Ladytron

Icy cool electronics fail to inject life into Belfast's Stiff Kitten

Everything about Ladytron smacks of cool – from being named after a Roxy Music track to opening for Bjork and remixing Gang of Four– but on tonight’s evidence these electro-pop darlings of the indie press could do with a little more perspiration and a little less posing. 

Since being formed in 1999 Ladytron have successfully created a niche for their (reasonably) distinct brand of pop-inspired analogue electronica – think Broadcast meets Kraftwerk via Joy Division and you won’t be far wrong – and they arrive in Belfast’s Stiff Kitten as part of a major tour to promote critically acclaimed album number four, Velocifero.

On stage, Ladytron look just as arch and unflustered as they appear on record. The two ice maiden chanteuses (Glaswegian Helen Marnie and Bulgarian Mira Aroyo, who bravely took the stage despite breaking an ankle just prior to the show) dominate the front, with the knob twiddlers - Liverpool DJs Reuben Wu and Daniel Hunt – discretely bringing up the rear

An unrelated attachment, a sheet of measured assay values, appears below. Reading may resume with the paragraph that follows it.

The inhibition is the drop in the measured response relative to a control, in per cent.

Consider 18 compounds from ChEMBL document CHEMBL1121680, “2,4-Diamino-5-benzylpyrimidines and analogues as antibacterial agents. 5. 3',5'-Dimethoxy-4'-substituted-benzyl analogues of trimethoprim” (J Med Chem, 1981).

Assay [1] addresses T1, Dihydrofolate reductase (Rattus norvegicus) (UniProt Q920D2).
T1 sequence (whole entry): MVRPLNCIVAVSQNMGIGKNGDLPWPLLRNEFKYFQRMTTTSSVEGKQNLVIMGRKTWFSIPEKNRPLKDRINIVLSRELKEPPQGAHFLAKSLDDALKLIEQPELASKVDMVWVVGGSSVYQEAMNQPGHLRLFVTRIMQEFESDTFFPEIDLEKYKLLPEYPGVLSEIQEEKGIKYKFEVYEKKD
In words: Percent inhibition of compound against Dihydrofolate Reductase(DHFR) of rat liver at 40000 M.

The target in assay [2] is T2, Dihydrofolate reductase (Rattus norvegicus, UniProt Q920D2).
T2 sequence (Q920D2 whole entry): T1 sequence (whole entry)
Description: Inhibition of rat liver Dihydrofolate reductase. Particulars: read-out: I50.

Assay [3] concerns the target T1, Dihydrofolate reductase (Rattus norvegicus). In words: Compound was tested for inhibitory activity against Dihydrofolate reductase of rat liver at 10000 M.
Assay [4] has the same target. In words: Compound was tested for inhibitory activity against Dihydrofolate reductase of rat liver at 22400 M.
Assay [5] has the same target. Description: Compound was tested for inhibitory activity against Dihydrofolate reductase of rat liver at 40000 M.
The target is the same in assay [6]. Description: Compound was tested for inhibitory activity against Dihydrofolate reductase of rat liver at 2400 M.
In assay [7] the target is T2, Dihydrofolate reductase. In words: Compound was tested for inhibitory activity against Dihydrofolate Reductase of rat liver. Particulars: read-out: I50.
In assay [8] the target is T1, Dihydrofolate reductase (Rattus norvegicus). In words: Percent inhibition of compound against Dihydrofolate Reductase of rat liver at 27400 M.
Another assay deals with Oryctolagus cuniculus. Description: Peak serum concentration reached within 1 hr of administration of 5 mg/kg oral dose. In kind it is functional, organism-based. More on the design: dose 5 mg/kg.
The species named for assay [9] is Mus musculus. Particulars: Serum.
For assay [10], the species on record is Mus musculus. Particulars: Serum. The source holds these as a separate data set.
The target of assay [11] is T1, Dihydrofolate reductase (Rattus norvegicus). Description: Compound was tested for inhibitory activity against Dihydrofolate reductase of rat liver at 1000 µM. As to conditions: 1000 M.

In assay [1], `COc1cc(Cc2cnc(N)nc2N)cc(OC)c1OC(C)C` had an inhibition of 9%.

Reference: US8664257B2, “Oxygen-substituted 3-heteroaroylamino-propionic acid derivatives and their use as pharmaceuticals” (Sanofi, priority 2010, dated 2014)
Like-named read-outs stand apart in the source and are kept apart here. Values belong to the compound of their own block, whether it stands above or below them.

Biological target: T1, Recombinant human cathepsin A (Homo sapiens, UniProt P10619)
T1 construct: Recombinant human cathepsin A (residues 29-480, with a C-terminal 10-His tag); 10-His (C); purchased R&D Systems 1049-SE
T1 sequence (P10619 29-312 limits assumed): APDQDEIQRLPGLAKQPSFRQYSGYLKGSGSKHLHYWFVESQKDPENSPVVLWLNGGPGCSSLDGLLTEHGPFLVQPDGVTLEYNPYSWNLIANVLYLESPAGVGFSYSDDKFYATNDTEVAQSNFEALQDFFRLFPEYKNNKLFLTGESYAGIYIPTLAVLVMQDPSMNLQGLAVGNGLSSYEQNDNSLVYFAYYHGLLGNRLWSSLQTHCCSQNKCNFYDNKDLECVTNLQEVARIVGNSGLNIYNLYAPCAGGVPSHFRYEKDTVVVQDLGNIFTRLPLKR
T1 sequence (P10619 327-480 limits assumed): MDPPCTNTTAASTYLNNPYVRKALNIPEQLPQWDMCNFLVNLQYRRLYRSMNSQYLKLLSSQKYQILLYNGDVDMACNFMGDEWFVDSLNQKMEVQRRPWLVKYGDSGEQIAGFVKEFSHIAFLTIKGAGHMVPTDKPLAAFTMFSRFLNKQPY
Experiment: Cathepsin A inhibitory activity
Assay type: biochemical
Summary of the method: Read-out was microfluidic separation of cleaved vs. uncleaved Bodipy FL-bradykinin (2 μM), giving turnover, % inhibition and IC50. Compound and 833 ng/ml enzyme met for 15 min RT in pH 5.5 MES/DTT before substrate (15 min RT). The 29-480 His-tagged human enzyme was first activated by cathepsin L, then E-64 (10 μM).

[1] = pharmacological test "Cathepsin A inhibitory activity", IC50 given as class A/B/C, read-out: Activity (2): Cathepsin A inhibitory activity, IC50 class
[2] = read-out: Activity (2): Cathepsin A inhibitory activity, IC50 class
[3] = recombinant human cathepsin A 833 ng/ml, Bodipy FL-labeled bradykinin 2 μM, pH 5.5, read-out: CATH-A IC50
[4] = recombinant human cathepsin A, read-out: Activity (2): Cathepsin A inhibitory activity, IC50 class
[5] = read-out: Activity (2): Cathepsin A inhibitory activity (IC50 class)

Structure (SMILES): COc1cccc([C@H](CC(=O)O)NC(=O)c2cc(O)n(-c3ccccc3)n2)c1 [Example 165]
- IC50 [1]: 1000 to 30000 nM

Ladytron have the sartorial style - the girls wear black tunes, the bassist sports a funky early 80s' guitar -and the tunes – ‘Runaway’, all breathy vocals and heavy synths, stands out – but live it too often fails to translate into anything genuinely arresting and engaging.

Any why? Well at barely 50 minutes it’s an almost criminally short set – if you pay 12 quid for a gig on a Saturday night you probably don’t expect to be turfed onto the street by ten to ten, and you might not think an encore an unreasonable request.

In fairness, Ladytron aren’t given a lot to work with. The sound in Stiff Kitten has never been great – as anyone at the previous week’s Neon Neon show could testify – but tonight it plumbs new depths. When the synths boom the PA creaks, and too often Marnie’s between song banter dissipates into inaudible crackles and hisses.

The pace is so pedestrian during the first half hour that studied nonchalance too often gives way to somnambulance but things do pick up markedly in the last 20 minutes. On energetic crowd favourites ‘Destroy Everything You Touch’ and ‘Sugar’ Ladytron show a more vital – even passionate – side of themselves.

‘They only want you when you're seventeen/When you're twenty-one you're no fun,’ sings Marnie on curtain closer ‘Seventeen’, her eyes peering out across the Belfast crowd from beyond a tight black fringe. On record Ladytron may have come of age with Velocifero but live they could definitely do with a bit more teenage joie de vivre.
 
Peter Geoghegan


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